Many seasonal allergy sufferers find relief in winter months, but there are millions of others who have indoor allergies. Since most individuals spend most of their time indoors, indoor air quality is of paramount importance, but air within homes and other buildings can be more seriously polluted than outdoor air.
Sources of indoor air pollution include combustion sources (oil, gas, kerosene, coal, wood, tobacco products), building materials and furnishings, household cleaning/maintenance products, central heating and cooling systems, and more. Inadequate ventilation and high temperature/humidity levels can also decrease indoor air quality.
Exposure to indoor air pollutants can cause a number of symptoms, including eye/nose/throat irritation, headaches, fatigue, and dizziness. Age and pre-existing medical conditions are two major influences for the likelihood of an immediate reaction to indoor air pollutants. Other health effects can appear years after exposure occurs or after long and repeated periods of exposure. These include some respiratory diseases, cancer, and heart disease.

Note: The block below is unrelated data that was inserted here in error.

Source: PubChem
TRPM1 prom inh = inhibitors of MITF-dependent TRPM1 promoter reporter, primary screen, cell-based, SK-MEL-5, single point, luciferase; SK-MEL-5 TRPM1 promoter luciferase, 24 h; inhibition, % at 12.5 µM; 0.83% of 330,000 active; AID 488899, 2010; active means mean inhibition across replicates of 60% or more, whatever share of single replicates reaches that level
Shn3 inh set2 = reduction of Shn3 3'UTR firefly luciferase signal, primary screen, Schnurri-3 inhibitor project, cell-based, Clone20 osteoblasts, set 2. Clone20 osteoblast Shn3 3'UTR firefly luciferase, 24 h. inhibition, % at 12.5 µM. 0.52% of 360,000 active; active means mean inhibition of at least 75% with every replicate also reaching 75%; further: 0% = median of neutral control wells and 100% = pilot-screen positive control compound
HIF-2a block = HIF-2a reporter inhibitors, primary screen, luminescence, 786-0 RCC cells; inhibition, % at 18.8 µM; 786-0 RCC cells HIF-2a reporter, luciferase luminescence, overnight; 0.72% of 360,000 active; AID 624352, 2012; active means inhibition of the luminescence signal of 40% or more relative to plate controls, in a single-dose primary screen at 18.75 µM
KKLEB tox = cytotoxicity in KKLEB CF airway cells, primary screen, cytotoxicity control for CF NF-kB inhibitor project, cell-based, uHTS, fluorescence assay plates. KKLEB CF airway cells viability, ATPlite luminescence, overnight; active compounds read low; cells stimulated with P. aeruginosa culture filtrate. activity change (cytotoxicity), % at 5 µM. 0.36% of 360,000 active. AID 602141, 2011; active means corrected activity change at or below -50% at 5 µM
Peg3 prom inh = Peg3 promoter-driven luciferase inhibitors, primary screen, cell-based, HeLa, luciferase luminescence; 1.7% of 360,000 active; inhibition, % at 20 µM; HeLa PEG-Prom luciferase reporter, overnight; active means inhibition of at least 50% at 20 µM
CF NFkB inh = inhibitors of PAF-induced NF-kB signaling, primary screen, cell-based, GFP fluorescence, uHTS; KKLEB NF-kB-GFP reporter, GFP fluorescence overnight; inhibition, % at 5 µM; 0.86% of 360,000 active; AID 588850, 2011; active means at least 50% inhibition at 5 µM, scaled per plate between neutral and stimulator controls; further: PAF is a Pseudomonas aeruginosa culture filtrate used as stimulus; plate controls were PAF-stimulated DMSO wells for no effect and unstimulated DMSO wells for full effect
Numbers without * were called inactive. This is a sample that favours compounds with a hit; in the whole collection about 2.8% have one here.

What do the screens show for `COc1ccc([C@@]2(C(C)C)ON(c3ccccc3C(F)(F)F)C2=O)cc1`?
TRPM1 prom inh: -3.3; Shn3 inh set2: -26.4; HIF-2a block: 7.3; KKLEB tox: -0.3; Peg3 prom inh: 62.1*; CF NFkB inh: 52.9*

It’s a good idea to try to improve indoor air quality in your home, even if you and your loved ones are not experiencing noticeable symptoms. The federal government recommends measuring the level of radon in your home, because without measuring there is no way to detect the presence of radon. There are inexpensive devices available for this purpose.
When it comes to improving indoor air quality, it’s often most effective to remove individual sources of pollution or reduce their emissions. Improving ventilation increases the amount of outdoor air coming indoors, which can help lower the concentration of pollutants indoors. This is especially important when you’re painting or working with other household materials that can generate high levels of pollutants.
You can learn much more about improving indoor air quality with this resource from the United States Consumer Product Safety Commission.
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